al-Qaeda maniacs in the Middle East and Africa are waging holy war alongside around 200 radicalised Britons, it has been revealed.
The renegades from across the UK have joined forces with the heavily armed Islamist terror groups in Yemen, Somalia, Libya and Syria – and have even fought British troops in Afghanistan.
Since the 9/11 atrocities in 2001, more than 1,000 Brits have travelled abroad to join al-Qaeda before they returned to plot attacks or died in combat overseas.
The shock figures were revealed by sources as MI5 chief Jonathan Evans warned last night that the Arab Spring has opened up new safe havens for al-Qaeda terrorists.
In his first speech since 2010, the security service’s director general said: “Parts of the Arab world have once more become a permissive environment for al-Qaeda.”
He added: “A small number of British would-be jihadists are also making their way to Arab countries to seek training and opportunities for militant activity, as they do in Somalia and Yemen.
“Some will return to the UK and pose a threat here. This is a worrying development and could get worse as events unfold.”
Mr Evans also confirmed there have been 43 “potential plots” or “serious incidents” against the UK since 9/11.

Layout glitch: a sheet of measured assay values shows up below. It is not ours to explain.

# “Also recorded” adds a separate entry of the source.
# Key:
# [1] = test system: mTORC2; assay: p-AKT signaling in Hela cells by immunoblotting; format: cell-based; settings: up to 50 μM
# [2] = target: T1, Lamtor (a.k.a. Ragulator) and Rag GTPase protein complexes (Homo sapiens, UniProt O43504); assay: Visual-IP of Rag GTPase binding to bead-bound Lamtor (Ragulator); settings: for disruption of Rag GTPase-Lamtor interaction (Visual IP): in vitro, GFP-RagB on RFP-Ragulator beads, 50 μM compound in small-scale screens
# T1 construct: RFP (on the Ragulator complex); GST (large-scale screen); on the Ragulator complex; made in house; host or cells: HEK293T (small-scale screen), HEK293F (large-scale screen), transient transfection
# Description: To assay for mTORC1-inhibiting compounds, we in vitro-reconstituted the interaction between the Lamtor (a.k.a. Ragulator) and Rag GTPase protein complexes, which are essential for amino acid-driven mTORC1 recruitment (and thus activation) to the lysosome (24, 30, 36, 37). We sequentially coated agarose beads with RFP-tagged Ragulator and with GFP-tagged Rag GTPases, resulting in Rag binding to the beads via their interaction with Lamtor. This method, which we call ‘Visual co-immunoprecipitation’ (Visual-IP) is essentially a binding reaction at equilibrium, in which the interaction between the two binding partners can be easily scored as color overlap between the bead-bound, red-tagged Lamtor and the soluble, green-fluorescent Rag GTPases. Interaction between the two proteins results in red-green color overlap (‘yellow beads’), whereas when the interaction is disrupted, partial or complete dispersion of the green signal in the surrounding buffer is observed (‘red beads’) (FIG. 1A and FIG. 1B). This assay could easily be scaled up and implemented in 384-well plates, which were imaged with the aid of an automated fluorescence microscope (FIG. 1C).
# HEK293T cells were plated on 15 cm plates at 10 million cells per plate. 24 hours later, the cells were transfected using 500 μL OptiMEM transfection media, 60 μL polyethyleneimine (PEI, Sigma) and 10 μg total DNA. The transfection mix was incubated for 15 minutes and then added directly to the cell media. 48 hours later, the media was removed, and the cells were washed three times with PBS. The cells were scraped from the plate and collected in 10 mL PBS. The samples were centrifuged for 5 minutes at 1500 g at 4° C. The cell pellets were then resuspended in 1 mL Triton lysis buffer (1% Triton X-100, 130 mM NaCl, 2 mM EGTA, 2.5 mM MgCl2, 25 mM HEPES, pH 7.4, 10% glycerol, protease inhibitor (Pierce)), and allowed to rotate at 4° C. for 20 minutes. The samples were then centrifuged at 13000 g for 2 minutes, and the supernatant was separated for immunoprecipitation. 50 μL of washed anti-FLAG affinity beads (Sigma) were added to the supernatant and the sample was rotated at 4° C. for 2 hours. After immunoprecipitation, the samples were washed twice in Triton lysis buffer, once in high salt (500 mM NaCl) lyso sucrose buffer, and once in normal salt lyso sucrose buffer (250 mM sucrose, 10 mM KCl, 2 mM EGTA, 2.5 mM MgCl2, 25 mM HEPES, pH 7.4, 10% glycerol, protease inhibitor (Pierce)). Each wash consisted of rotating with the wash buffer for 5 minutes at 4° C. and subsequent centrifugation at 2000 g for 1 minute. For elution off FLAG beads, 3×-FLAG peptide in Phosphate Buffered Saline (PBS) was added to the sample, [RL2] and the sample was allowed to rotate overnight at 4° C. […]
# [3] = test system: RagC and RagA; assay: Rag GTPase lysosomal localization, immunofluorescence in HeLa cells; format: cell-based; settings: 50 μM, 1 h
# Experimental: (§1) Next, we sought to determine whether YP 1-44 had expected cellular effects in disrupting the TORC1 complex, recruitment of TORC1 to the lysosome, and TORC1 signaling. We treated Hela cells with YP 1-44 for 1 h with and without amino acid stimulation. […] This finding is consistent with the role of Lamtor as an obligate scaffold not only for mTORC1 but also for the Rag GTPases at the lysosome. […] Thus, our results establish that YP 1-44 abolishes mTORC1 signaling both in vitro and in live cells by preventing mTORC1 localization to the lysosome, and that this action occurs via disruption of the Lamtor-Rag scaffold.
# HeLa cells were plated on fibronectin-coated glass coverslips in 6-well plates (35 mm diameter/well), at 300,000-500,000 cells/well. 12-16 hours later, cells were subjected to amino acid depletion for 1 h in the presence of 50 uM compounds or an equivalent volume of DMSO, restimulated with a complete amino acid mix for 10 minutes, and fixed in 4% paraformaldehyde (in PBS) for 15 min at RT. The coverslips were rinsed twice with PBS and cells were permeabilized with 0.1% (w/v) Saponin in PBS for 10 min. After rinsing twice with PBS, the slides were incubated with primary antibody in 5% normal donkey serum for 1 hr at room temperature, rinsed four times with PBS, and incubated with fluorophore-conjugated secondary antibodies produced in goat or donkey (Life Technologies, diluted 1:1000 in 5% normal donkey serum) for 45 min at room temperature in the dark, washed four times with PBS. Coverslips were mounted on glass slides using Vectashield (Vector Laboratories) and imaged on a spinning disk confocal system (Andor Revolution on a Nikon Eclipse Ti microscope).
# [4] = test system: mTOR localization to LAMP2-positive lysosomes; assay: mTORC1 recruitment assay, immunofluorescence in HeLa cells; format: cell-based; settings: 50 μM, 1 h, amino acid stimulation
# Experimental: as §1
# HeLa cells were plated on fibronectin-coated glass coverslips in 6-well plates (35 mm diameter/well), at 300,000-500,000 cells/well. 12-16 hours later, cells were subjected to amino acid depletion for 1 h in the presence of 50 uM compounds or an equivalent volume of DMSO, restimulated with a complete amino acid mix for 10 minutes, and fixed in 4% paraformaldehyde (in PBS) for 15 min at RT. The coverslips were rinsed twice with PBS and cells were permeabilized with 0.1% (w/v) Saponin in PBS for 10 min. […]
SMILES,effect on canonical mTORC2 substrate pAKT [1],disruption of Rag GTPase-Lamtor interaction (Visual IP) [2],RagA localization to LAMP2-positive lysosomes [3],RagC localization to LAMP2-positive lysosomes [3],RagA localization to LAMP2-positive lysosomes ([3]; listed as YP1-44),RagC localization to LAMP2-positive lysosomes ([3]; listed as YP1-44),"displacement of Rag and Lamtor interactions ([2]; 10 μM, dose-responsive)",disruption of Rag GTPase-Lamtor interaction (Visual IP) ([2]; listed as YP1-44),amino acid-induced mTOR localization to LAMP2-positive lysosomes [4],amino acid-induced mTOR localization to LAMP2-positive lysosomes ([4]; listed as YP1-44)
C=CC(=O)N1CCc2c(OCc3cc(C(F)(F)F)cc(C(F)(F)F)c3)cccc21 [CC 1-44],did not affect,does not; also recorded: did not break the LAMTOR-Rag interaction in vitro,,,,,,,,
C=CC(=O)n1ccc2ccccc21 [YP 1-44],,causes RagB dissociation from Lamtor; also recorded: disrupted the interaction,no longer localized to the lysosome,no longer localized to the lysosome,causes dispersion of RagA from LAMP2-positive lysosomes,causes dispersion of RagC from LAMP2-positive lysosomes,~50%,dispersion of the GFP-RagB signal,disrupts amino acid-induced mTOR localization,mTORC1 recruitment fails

He warned that while the al-Qaeda threat has reduced in heartlands such as Pakistan, it has spread as the war in neighbouring Afghanistan has forced jihadists to look elsewhere for a safe haven.
Mr Evans also revealed that cyber warfare is raging in Britain as firms attempt to fend off foreign countries that are trying to steal technology.
He said one big British firm, which he did not name, estimates it suffered revenue losses of £800million as a result of a cyber attack.
Mr Evans explained that foreign spies had pinched the firm’s research and compromised negotiations with other companies.
Speaking in London at the Lord Mayor’s Defence and Security Lecture, the head of MI5 also made a chilling warning about the possibility of his spooks failing to spot a potential attack.
He said: “I admit that describing the threats from the perspective of a security service can appear to be crying wolf or revealing our blind spots.
“At least some of the areas of concern I have highlighted tonight might turn out to be dogs that don’t bark. I hope that is the case. On the other hand, the dog you haven’t seen may turn out to be the one that bites you.”
He also confirmed that the Olympics “dominates much of our thinking in the security world... but the work of MI5 will continue once the sport has finished”.